Wednesday, September 15, 2010

Late Summer Harvest Pasta Recipe

Onions! Sweet onions. I grew Alisa Craig's this year after getting them in our Maple Creek Farm CSA box in the past. They are sweet and are meant to be eaten right away. For storage, I grew Copra's and Red Spanish. I still had some left in March from the summer before.

The heat and humidity have really kicked my garden in gear. Fresh garlic, kohlrabi, cabbage and broccoli on the table at the at the top of the photo. In the bowl, green beans, cucumber, various peppers, yellow and red cherry tomatoes, large slicing tomato and ground cherries. Ground cherries are small yellow fruits with a papery skin that you remove before eating. This is a new item for us. They are sweet with the consistency of a tomato.

A favorite tomato to eat right out of the garden. These little cherry tomatoes are sugar sweet.

My eggplant did not do too well this year. I started them from seed them put them in pots but I think they needed more room. Better luck next year. Lucky for us, Farmers Randy and Shirley of Hampshire Farms sell beautiful, organically grown eggplant at Eastern Market. The Grown in Detroit table had some, too.

Here is the recipe for one of our favorite summer supppers. Enjoy!

Summer Pasta Sauce

1 onion, chopped

4-5 cloves of garlic, smashed

1 large eggplant, peeled and cut into 1" pieces

2 large zucchini, cut into 1" pieces

3 sweet peppers, cut into 1" pieces (I used green, yellow and red ones)

About 4 lbs. tomatoes, cut up (I use whatever I have on hand from the garden)

A couple of handfuls of fresh herbs-- Basil, Oregano and Thyme

Olive oil

Saute the onions and garlic in the olive oil until tender. Add the peppers and saute for 5 minutes. Add the zucchini, eggplant, and tomatoes. Let cook for about 10 minutes, then add the herbs. Simmer the sauce for a couple of hours to allow the flavors to meld. Serve over pasta of your choice.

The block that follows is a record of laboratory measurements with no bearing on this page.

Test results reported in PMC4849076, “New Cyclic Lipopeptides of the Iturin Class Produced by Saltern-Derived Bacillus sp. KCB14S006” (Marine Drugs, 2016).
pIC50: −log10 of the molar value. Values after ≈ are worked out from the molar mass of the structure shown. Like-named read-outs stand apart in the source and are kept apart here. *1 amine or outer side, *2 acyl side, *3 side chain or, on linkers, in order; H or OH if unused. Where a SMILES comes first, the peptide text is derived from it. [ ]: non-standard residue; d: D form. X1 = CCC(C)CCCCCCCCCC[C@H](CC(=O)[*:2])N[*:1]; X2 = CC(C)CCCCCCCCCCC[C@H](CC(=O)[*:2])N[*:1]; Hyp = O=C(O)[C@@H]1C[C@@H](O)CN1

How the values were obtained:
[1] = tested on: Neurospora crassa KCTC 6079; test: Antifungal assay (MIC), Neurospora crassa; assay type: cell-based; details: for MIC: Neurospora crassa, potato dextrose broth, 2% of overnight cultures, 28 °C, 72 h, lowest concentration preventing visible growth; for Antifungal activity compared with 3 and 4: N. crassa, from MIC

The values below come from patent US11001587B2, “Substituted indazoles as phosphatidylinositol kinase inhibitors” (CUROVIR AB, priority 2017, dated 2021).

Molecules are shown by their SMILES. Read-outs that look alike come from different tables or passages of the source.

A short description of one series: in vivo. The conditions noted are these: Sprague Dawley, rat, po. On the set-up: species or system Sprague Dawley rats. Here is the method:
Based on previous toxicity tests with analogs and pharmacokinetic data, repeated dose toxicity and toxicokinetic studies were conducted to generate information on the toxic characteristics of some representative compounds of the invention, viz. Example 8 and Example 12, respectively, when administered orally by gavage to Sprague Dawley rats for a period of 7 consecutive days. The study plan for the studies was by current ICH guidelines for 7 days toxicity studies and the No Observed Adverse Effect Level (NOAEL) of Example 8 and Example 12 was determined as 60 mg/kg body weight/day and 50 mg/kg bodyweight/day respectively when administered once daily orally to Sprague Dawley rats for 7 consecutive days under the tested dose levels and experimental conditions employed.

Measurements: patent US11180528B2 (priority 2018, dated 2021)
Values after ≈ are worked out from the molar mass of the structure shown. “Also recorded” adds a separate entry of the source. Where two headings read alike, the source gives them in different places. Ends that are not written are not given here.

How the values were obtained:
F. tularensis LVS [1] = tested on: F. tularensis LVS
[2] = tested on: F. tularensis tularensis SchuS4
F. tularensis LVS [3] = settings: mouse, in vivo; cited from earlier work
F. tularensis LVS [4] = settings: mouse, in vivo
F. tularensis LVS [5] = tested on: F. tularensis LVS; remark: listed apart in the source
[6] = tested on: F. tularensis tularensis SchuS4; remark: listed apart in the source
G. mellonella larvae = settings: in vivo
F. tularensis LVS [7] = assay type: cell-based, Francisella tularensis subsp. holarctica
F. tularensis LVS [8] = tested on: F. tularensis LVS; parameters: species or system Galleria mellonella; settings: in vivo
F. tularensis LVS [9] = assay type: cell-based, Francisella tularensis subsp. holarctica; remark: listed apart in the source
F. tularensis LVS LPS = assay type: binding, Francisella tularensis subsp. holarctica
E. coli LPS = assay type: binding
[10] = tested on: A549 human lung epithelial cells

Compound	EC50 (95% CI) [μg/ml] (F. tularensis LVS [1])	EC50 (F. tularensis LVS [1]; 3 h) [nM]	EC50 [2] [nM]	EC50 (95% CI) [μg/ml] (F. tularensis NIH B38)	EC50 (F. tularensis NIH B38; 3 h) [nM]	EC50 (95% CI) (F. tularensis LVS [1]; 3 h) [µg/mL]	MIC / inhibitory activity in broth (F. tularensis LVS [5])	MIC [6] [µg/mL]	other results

Tuesday, August 10, 2010

We Bought A Cow!

Her name is Amy and she lives in Kington, Michigan at Hampshire Farms, a family owned, certified organic farm in Kingston, MI. (The photo at the left is not at Hampshire Farms, but it was the only one I had of us with cows in it.) We met Randy and Shirley Hampshire several years ago when they began selling their certified organic grains, flours, cornmeal, beans, popcorn, bread, eggs and other products at Eastern Market. In June 2009, we were among the first families to invest in their cow share program. We had been thinking about switching from organic to raw milk for some time and when the Hampshire's started their program, we knew they were the people we wanted to invest with. Check out their website at and be sure to stop by their stall at Eastern Market in Shed Three.

My family and I have been on a journey that started for me, in 2000 when my older son joined our family. I was a vegetarian for three years and started eating meat again when I was dating my now former husband. I made my son's baby food and started my own backyard garden in 2004. We have made a concerted effort in the past six years to be more thoughtful about what we eat... leaning toward local, in-season food. When I adopted my second son, I did a lot of reading about traditional diets. The Weston A. Price Foundation and the local Healthy Traditions Network have provided a lot of information to consider. Their website is

Some of their strongest recommendations are related to animal products-- grass fed meat, unprocessed (raw, real) dairy. etc. Unfortunately, in Michigan as in many other states, it is illegal for farmers to sell unpasteurized dairy products directly to consumers. So, we bought a share in a cow. We pay a monthly maintenance fee that covers Amy's room and board and every week we pick up a gallon of milk at Eastern Market from the farmers.

This past week, I made a soft cheese with our milk. This is a cheese that my mom (and Situe and other members of our family) made on a regular basis when I was a child. It is unbelievably simple and even more delicious with raw milk.

Here is how it is made:

Put 1 gallon of milk in a stainless steel pot and add 1 teaspoon rennet. I use vegetable rennet purchased online from

Heat the milk over medium heat. As the curds form, push them down into the milk. Once the liquid is cloudy, scoop the curds into a small strainer and press the whey out of the cheese back into the pot. One gallon of milk should yield about 6-8 patties of cheese.